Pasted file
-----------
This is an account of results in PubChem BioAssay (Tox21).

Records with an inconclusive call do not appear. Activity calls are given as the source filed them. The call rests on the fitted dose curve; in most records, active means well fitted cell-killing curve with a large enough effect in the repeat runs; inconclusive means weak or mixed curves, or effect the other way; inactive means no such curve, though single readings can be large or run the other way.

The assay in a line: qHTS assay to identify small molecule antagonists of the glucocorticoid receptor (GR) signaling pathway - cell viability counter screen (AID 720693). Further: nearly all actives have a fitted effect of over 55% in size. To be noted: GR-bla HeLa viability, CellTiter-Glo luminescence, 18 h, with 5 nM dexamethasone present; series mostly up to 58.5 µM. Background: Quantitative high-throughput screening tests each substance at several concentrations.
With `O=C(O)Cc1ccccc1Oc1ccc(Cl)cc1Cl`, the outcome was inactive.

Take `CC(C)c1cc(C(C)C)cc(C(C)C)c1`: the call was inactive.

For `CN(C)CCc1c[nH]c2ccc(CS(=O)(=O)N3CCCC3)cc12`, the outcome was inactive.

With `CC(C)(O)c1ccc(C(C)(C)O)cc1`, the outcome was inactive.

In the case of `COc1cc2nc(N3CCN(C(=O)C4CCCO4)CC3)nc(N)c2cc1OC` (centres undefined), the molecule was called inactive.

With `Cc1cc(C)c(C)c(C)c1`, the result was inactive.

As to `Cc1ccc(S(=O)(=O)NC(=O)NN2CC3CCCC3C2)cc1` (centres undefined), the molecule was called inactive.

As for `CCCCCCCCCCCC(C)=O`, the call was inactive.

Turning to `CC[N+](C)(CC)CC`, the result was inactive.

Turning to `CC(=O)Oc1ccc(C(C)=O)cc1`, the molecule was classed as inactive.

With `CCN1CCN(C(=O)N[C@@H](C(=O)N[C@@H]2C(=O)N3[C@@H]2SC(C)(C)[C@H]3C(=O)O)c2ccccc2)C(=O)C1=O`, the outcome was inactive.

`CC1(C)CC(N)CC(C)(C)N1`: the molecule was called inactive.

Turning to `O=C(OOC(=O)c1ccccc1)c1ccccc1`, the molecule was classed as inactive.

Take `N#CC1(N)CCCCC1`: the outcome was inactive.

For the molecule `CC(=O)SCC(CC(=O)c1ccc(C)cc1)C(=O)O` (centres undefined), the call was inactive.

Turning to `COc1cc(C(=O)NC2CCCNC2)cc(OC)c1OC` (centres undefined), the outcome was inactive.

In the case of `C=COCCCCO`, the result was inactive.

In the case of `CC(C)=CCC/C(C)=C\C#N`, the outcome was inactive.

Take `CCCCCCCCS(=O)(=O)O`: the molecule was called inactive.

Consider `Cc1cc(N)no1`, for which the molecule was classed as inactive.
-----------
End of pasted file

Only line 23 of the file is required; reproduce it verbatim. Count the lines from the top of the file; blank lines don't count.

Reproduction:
Consider `Cc1cc(N)no1`, for which the molecule was classed as inactive.